Sandler's unpredictable energy gives the terrific supporting cast plenty to work with. Lakeith Stanfield plays a business associate who helps him hustle clients, while Julia Fox plays Howard's store clerk/girlfriend with whom he's forever fighting and patching things up. The shenanigans never stop. Work doesn't slow down for family occasions like a Passover Seder or his daughter's school play. Howard also has a beyond-fed-up wife, played by Idina Menzel, whom he's about to divorce. But it's typical of his seat-of-the-pants approach and general obliviousness that, on a whim, he asks her if she'll take him back.


ADAM SANDLER: (As Howard Ratner) OK. Can you just give me another shot?

IDINA MENZEL: (As Dinah) You know what, Howard?

SANDLER: (As Howard Ratner) Say yes. What?

MENZEL: (As Dinah) I think you are the most annoying person I have ever met. I hate being with you, I hate looking at you, and if I had my way, I would never see you again.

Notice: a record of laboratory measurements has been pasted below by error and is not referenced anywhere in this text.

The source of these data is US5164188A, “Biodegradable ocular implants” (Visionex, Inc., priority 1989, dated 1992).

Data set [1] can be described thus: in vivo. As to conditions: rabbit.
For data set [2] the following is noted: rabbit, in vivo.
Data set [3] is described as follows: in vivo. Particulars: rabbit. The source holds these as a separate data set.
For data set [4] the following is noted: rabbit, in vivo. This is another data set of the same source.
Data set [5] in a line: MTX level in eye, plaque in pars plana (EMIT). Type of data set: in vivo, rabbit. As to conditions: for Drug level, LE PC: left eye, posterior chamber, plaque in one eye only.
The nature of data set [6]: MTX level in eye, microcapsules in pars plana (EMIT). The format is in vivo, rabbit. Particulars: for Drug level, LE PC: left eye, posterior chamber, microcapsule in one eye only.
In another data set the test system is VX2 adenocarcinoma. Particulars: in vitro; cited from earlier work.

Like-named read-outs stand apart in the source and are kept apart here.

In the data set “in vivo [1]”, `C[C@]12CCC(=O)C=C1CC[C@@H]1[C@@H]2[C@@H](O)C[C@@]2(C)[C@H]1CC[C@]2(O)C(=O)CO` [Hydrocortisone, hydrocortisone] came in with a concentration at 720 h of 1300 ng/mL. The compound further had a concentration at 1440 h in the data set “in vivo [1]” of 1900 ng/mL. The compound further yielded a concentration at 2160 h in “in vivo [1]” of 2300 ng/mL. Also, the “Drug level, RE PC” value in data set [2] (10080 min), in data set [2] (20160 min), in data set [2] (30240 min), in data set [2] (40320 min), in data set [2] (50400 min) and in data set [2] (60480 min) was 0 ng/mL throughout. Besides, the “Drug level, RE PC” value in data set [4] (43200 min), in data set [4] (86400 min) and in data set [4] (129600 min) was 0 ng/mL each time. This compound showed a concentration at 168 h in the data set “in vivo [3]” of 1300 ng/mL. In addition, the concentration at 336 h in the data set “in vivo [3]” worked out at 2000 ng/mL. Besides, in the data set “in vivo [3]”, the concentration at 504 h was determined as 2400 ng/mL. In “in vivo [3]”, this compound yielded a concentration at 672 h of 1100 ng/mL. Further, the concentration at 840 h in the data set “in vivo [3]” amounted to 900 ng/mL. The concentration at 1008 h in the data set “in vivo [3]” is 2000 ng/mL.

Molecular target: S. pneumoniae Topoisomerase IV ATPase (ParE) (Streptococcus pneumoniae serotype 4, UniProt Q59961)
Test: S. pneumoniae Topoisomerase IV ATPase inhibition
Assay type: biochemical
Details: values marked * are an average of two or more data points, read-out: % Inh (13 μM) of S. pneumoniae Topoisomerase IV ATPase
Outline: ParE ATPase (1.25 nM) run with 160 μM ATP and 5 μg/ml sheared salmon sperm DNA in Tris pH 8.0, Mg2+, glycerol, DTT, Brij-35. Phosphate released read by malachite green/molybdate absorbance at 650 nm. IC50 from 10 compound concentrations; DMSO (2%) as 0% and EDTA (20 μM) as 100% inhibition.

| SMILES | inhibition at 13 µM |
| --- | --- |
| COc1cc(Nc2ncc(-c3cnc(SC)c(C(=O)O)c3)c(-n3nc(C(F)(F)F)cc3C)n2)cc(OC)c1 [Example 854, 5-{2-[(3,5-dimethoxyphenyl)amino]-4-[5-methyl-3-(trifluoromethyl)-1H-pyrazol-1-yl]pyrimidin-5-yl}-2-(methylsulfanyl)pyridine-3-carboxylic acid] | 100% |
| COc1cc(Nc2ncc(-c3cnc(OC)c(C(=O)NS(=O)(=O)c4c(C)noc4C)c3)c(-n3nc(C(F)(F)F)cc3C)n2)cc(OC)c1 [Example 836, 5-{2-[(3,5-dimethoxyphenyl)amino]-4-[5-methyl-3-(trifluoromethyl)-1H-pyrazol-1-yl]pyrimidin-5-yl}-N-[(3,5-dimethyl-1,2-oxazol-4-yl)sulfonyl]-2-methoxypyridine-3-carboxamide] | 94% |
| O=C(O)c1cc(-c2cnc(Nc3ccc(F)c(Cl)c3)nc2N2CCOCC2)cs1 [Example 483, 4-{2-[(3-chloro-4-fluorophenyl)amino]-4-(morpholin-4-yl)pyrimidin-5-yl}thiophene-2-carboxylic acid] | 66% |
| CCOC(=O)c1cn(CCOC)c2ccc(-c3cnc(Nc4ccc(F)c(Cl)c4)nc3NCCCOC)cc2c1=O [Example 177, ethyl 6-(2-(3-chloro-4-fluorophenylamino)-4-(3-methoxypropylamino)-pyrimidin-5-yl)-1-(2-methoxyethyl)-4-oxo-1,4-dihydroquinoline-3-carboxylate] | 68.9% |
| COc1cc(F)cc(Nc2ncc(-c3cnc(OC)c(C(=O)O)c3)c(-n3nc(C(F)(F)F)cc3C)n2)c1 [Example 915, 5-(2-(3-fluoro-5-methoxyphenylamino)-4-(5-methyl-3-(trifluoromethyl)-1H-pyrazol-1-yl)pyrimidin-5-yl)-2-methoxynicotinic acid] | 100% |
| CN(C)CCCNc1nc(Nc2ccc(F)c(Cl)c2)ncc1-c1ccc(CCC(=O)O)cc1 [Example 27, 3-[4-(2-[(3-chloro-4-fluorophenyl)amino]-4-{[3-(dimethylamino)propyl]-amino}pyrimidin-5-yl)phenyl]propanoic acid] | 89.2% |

SANDLER: (As Howard Ratner) That's because you're mad. You're mad, and it makes sense. You can punch me if you want.

MENZEL: (As Dinah) Oh, thanks.

SANDLER: (As Howard Ratner) Hey.

CHANG: Howard has hatched a typically wild scheme to pay off his debts. He plans to auction off some precious stones, the uncut gems of the title, which we've seen being stolen from an Ethiopian opal mine in the movie's prologue. In one sense, the jewels serve as a classic movie MacGuffin, a much-coveted treasure that changes hands rapidly throughout the story. But unlike most MacGuffins, the jewels are hardly irrelevant to the plot. They function as part of the movie's fierce moral critique, connecting Howard's wheeling-and-dealing antics to an exploitative industry with blood on its hands.